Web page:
# C++ classes for I/O pin abstraction

I am looking for C++ abstractions for hardware I/O points or pins. Things like in_pin, out_pin, inout_pin, maybe open_collector_pin, etc.

I surely can come up with such a set of abstractions myself, so I am not looking for 'hey, you might do it this way' type of answers, but rather the 'look at this library that has been used in this and this and this project'.

Google did not turn up anything, maybe because I don't know how others would call this.

My aim is to build I/O libraries that are based on such points, but also provide such points, so it would be easy to for instance connect an HD44780 LCd to either the IO pins of the chip, or an I2C (or SPI) I/O extender, or any other point that can somehow be controlled, without any change to the LCD class.

I know this is on the electronics/software edge, sorry if it does not belong here.

@leon: wiring That is a big bag of software, I will need to look closer. But is seems they do not use a pin abstraction like I want. For instance in the keypad implementation I see

digitalWrite(columnPins[c], LOW);   // Activate the current column.


This implies that there is one function (digitalWrite) that knows how to write to an I/O pin. This makes it impossible to add a new type of I/O pin (for instance one that is on an MCP23017, so it has to be written via I2C) without rewriting the digitalWrite function.

@Oli: I googled an Arduino IO example, but the seem to use about the same approach as the Wiring library:

int ledPin = 13;                 // LED connected to digital pin 13
void setup(){
pinMode(ledPin, OUTPUT);      // sets the digital pin as output
}

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What microcontroller are we talking here? –  Majenko Sep 4 '11 at 16:20
That is irrelevant; for a particular microcontroller the io pins of that uC wil will implement the appropriate interfaces. But this is for C++, so think of 32-bit chips like ARM, Cortex and MIPS. –  Wouter van Ooijen Sep 4 '11 at 17:26
I've never used one, but doesn't Arduino abstract all the pins like this? You may (or may not) get some useful info looking at the way they have done things. –  Oli Glaser Sep 4 '11 at 17:42
That is exactly the Arduino interface quoted there ;) And yes, it does matter which uC you are using as different ones will provide a different interface to the hardware. For instance the PIC uses memory mapped registers, and I often do something like: unsigned char *MyTRIS = &TRISB; - often in association with a struct: struct pin { unsigned char *tris; unsigned char *lat; unsigned char *port; unsigned char pinno; }; struct pin pins[8] = { {&TRISA,&LATA,&PORTA,0}, {&TRISB,&LATB,&PORTB,3}...}; That is specific to PIC and I doubt it would work on ARM, or Atmel, etc. –  Majenko Sep 4 '11 at 22:07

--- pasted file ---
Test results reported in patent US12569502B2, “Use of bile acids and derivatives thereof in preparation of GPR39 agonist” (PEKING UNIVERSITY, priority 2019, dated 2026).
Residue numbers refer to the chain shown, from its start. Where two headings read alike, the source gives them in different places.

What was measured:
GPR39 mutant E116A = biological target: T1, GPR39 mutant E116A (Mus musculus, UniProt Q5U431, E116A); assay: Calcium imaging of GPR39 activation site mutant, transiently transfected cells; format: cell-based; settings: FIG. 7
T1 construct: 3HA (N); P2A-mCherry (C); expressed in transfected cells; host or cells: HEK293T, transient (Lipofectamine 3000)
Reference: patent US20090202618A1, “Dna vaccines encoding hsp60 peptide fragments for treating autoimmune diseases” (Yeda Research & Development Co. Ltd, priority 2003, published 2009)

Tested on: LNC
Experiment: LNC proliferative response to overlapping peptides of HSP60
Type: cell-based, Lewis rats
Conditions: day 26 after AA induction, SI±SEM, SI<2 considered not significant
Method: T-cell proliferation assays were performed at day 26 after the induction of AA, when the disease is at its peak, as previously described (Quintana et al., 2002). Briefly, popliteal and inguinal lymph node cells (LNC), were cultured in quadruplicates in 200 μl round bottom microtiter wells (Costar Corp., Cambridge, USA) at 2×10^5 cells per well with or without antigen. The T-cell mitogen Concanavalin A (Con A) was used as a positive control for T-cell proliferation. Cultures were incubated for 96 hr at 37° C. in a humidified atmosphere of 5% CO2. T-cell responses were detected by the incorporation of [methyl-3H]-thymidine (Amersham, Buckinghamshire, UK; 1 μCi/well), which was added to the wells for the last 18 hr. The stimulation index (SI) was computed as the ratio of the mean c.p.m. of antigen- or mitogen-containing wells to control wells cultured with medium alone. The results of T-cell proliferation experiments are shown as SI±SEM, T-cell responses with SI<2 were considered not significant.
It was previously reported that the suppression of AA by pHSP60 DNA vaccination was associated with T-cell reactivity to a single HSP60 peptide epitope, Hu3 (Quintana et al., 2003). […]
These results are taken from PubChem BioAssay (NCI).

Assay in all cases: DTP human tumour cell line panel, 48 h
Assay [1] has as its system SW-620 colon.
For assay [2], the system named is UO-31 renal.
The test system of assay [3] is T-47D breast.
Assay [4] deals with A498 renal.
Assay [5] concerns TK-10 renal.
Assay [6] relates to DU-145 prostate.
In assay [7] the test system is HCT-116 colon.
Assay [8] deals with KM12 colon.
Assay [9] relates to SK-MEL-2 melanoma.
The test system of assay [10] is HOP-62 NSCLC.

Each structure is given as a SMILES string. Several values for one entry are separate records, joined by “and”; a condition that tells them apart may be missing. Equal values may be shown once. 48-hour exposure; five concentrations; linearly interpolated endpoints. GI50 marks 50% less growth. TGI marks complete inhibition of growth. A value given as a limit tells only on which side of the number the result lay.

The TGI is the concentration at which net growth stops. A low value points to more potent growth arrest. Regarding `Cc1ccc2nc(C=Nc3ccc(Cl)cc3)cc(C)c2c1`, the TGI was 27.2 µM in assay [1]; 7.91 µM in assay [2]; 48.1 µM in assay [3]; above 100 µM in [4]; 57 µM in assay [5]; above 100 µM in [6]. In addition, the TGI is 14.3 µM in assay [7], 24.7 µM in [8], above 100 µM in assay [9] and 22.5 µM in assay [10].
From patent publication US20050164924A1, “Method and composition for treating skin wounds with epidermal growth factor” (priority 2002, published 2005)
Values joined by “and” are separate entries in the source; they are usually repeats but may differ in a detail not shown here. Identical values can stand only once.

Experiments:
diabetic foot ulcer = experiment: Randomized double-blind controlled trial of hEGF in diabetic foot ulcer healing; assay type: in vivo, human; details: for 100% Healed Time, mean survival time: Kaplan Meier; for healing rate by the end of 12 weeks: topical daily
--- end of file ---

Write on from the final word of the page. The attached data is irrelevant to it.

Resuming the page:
And as for rewriting the digitalWrite function - look at "overloading" in C++. I have just a few moments ago written an overloaded digitalWrite function for an IO expander board for the Arduino. As long as you use different parameters (I replaced the first "int" with a "struct") it will pick your digitalWrite in preference to the default one. –  Majenko Sep 4 '11 at 22:10

Short answer: sadly, there is no library to do what you want. I've done it myself numerous times but always in non open-source projects. I'm considering putting something up on github but I'm not sure when I can.

Why C++? 1. compiler is free to use dynamic word-size expression evaluation. C propagates to int. Your byte mask/shift can be done faster/smaller. 2. inlining 3. templatizing operations lets you vary word size and other properties, with type-safety. -G

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The Wiring project uses abstraction like that:

http://wiring.org.co/

and the compiler is written in C++. You should find plenty of examples in the source code. The Arduino software is based on Wiring.

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answered in the question body –  Wouter van Ooijen Sep 4 '11 at 19:09

In C++, it's possible to write a class so that you can use I/O ports as though they were variables, e.g.